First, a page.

FIG. 5a illustrates a three-dimensional view of a typical core.
FIG. 6 illustrates an electro-schematic of the power supply  of the present invention.
FIG. 7 illustrates a non-magnetic stainless steel tray  of the present invention.
FIG. 8 illustrates a graph for estimating the most efficient slot sizes using distance, width, depth and cycle time.
FIG. 9 illustrates a graph showing the relationship between forces (F), speed (V) and acceleration (a).
Referring to FIG. 4-4b, the principle of the new invention is hereinafter described. A basically ferro-magnetic core  with the coils  wound in a plane located at 90 degrees to the transporting plane, therefore effectuating maintenance of one polarity along the transport path, so as to transport ferro-magnetic material having various shapes and thicknesses in a continuous manner. The coils  have to be energized and de-energized in sequence using the circuitry as illustrated in FIG. 6. The conveyor core  as shown in FIG. 5a, is assembled of a number of detailed plates with approximate dimensions as shown in FIG. 5. In order to estimate the most efficient slot size and configuration, see FIG. 8 (illustration per slot). In order to estimate the force-speed-acceleration relationship of the movement produced by the transporting system, see FIG. 9.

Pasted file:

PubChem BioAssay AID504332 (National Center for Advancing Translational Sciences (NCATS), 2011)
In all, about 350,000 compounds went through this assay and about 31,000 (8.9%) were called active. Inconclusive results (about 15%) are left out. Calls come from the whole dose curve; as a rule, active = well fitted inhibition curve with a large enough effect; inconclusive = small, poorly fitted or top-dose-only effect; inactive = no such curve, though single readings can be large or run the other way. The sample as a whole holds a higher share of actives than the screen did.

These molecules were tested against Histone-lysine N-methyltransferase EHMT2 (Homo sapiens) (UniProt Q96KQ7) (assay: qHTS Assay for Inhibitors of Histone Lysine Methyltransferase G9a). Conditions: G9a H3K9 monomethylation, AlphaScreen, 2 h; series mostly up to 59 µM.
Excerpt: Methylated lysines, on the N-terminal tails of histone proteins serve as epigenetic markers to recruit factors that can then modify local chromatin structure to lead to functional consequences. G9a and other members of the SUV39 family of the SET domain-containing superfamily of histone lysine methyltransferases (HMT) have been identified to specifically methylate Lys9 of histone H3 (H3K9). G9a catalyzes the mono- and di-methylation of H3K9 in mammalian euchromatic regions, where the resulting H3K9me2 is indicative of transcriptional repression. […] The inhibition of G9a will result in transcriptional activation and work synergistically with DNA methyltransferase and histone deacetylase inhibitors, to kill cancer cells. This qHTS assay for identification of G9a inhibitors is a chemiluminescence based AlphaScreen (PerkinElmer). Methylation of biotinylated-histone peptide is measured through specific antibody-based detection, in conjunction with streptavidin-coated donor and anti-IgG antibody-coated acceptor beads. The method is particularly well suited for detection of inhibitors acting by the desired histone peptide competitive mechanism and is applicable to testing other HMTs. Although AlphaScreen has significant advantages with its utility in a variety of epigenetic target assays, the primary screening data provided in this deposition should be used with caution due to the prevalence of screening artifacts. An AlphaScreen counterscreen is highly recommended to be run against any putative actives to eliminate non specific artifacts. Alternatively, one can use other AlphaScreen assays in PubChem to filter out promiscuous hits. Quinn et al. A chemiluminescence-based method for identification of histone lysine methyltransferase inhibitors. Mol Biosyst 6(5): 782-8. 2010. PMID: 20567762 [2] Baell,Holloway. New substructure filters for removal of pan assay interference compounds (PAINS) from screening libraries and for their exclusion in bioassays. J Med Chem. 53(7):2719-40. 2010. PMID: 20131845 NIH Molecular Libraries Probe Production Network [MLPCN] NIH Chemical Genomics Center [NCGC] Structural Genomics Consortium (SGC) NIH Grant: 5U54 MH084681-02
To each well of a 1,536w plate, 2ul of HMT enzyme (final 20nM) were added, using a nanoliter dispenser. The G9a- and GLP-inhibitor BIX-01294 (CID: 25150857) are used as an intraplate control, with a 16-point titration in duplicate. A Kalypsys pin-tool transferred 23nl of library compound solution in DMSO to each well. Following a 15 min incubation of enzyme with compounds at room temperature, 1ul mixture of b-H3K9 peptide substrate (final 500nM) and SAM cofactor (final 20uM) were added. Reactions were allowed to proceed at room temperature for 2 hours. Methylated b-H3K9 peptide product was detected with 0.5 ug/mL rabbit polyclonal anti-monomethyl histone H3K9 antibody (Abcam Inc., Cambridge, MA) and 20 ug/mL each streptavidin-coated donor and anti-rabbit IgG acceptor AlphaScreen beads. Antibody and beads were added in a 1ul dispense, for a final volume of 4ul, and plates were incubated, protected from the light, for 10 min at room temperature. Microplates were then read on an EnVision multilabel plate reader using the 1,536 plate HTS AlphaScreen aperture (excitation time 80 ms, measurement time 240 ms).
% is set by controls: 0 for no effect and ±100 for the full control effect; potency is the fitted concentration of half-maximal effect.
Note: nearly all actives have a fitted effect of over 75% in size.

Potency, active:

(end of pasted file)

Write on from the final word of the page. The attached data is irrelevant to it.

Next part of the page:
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|U.S. Classification||198/619, 310/12.19, 310/12.01, 310/12.11, 310/12.21|
|International Classification||H02K41/02, B65G54/02, B61B13/08|
|Cooperative Classification||B61B13/08, B65G54/02, H02K41/02|
|European Classification||H02K41/02, B65G54/02, B61B13/08|
|Oct 16, 2001||PA||Patent available for license or sale|
|Dec 11, 2001||PA||Patent available for license or sale|
|Aug 30, 2004||FPAY||Fee payment|
Year of fee payment: 4
|Mar 9, 2009||REMI||Maintenance fee reminder mailed|
|Jul 13, 2009||FPAY||Fee payment|
Year of fee payment: 8
|Jul 13, 2009||SULP||Surcharge for late payment|
Year of fee payment: 7
|Apr 8, 2013||REMI||Maintenance fee reminder mailed|
|Aug 28, 2013||LAPS||Lapse for failure to pay maintenance fees|
|Oct 15, 2013||FP||Expired due to failure to pay maintenance fee|
Effective date: 20130828